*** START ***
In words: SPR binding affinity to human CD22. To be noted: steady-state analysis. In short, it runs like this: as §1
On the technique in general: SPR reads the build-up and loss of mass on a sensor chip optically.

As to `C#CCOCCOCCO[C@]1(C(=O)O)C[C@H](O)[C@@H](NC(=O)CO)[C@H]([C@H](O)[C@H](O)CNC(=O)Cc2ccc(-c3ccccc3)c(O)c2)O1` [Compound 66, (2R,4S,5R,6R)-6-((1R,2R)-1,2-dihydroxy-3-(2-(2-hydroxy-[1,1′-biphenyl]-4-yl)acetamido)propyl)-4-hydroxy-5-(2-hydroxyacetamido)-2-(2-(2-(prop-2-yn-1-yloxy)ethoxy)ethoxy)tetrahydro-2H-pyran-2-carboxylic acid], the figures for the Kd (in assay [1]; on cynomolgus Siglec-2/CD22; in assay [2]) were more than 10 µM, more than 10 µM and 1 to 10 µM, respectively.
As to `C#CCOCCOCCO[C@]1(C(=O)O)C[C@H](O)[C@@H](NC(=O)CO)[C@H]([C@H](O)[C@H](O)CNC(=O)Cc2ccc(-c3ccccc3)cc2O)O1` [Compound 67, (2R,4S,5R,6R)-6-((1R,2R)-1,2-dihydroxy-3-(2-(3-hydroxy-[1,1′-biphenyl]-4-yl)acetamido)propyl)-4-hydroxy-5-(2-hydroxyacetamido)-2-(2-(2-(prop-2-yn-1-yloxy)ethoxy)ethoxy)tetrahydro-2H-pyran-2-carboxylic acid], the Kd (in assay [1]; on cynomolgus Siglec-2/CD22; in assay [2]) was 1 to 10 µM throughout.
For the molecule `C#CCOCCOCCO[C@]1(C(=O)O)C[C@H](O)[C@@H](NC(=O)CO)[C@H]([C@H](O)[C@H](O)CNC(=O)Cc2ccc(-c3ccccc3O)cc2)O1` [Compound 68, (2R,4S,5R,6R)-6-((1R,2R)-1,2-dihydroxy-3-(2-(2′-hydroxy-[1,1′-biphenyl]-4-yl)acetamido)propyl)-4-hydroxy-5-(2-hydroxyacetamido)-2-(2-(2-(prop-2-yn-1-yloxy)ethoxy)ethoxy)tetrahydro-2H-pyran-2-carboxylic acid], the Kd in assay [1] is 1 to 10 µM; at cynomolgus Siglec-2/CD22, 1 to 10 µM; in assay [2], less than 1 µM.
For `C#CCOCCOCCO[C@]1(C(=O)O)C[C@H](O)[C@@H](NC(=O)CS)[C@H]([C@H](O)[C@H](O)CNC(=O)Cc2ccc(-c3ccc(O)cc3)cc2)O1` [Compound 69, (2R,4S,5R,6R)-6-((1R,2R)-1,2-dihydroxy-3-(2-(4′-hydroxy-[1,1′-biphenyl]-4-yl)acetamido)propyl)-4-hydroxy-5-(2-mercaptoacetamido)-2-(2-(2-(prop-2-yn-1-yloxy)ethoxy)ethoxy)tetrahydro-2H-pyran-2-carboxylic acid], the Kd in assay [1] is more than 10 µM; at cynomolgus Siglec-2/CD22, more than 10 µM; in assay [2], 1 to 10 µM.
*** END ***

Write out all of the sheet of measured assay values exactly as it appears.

In words: SPR binding affinity to human CD22. To be noted: steady-state analysis. In short, it runs like this: as §1
On the technique in general: SPR reads the build-up and loss of mass on a sensor chip optically.

As to `C#CCOCCOCCO[C@]1(C(=O)O)C[C@H](O)[C@@H](NC(=O)CO)[C@H]([C@H](O)[C@H](O)CNC(=O)Cc2ccc(-c3ccccc3)c(O)c2)O1` [Compound 66, (2R,4S,5R,6R)-6-((1R,2R)-1,2-dihydroxy-3-(2-(2-hydroxy-[1,1′-biphenyl]-4-yl)acetamido)propyl)-4-hydroxy-5-(2-hydroxyacetamido)-2-(2-(2-(prop-2-yn-1-yloxy)ethoxy)ethoxy)tetrahydro-2H-pyran-2-carboxylic acid], the figures for the Kd (in assay [1]; on cynomolgus Siglec-2/CD22; in assay [2]) were more than 10 µM, more than 10 µM and 1 to 10 µM, respectively.
As to `C#CCOCCOCCO[C@]1(C(=O)O)C[C@H](O)[C@@H](NC(=O)CO)[C@H]([C@H](O)[C@H](O)CNC(=O)Cc2ccc(-c3ccccc3)cc2O)O1` [Compound 67, (2R,4S,5R,6R)-6-((1R,2R)-1,2-dihydroxy-3-(2-(3-hydroxy-[1,1′-biphenyl]-4-yl)acetamido)propyl)-4-hydroxy-5-(2-hydroxyacetamido)-2-(2-(2-(prop-2-yn-1-yloxy)ethoxy)ethoxy)tetrahydro-2H-pyran-2-carboxylic acid], the Kd (in assay [1]; on cynomolgus Siglec-2/CD22; in assay [2]) was 1 to 10 µM throughout.
For the molecule `C#CCOCCOCCO[C@]1(C(=O)O)C[C@H](O)[C@@H](NC(=O)CO)[C@H]([C@H](O)[C@H](O)CNC(=O)Cc2ccc(-c3ccccc3O)cc2)O1` [Compound 68, (2R,4S,5R,6R)-6-((1R,2R)-1,2-dihydroxy-3-(2-(2′-hydroxy-[1,1′-biphenyl]-4-yl)acetamido)propyl)-4-hydroxy-5-(2-hydroxyacetamido)-2-(2-(2-(prop-2-yn-1-yloxy)ethoxy)ethoxy)tetrahydro-2H-pyran-2-carboxylic acid], the Kd in assay [1] is 1 to 10 µM; at cynomolgus Siglec-2/CD22, 1 to 10 µM; in assay [2], less than 1 µM.
For `C#CCOCCOCCO[C@]1(C(=O)O)C[C@H](O)[C@@H](NC(=O)CS)[C@H]([C@H](O)[C@H](O)CNC(=O)Cc2ccc(-c3ccc(O)cc3)cc2)O1` [Compound 69, (2R,4S,5R,6R)-6-((1R,2R)-1,2-dihydroxy-3-(2-(4′-hydroxy-[1,1′-biphenyl]-4-yl)acetamido)propyl)-4-hydroxy-5-(2-mercaptoacetamido)-2-(2-(2-(prop-2-yn-1-yloxy)ethoxy)ethoxy)tetrahydro-2H-pyran-2-carboxylic acid], the Kd in assay [1] is more than 10 µM; at cynomolgus Siglec-2/CD22, more than 10 µM; in assay [2], 1 to 10 µM.